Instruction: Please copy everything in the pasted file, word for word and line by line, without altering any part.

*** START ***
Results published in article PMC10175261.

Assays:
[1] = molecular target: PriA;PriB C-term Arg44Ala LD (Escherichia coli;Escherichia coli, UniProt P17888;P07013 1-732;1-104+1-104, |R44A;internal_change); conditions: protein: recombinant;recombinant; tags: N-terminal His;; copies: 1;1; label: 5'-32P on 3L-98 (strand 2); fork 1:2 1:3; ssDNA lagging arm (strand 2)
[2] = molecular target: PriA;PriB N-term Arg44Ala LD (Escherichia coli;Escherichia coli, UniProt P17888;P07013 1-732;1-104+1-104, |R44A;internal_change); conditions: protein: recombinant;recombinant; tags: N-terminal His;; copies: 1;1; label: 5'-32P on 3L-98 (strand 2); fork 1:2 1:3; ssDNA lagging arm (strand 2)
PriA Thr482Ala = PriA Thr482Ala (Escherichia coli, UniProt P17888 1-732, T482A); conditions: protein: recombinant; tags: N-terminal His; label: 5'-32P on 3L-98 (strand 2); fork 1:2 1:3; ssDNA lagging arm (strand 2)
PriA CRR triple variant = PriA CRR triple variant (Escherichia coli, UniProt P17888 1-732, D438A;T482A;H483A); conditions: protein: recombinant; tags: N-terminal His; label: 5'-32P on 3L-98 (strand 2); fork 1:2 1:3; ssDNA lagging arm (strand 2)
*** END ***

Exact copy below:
Results published in article PMC10175261.

Assays:
[1] = molecular target: PriA;PriB C-term Arg44Ala LD (Escherichia coli;Escherichia coli, UniProt P17888;P07013 1-732;1-104+1-104, |R44A;internal_change); conditions: protein: recombinant;recombinant; tags: N-terminal His;; copies: 1;1; label: 5'-32P on 3L-98 (strand 2); fork 1:2 1:3; ssDNA lagging arm (strand 2)
[2] = molecular target: PriA;PriB N-term Arg44Ala LD (Escherichia coli;Escherichia coli, UniProt P17888;P07013 1-732;1-104+1-104, |R44A;internal_change); conditions: protein: recombinant;recombinant; tags: N-terminal His;; copies: 1;1; label: 5'-32P on 3L-98 (strand 2); fork 1:2 1:3; ssDNA lagging arm (strand 2)
PriA Thr482Ala = PriA Thr482Ala (Escherichia coli, UniProt P17888 1-732, T482A); conditions: protein: recombinant; tags: N-terminal His; label: 5'-32P on 3L-98 (strand 2); fork 1:2 1:3; ssDNA lagging arm (strand 2)
PriA CRR triple variant = PriA CRR triple variant (Escherichia coli, UniProt P17888 1-732, D438A;T482A;H483A); conditions: protein: recombinant; tags: N-terminal His; label: 5'-32P on 3L-98 (strand 2); fork 1:2 1:3; ssDNA lagging arm (strand 2)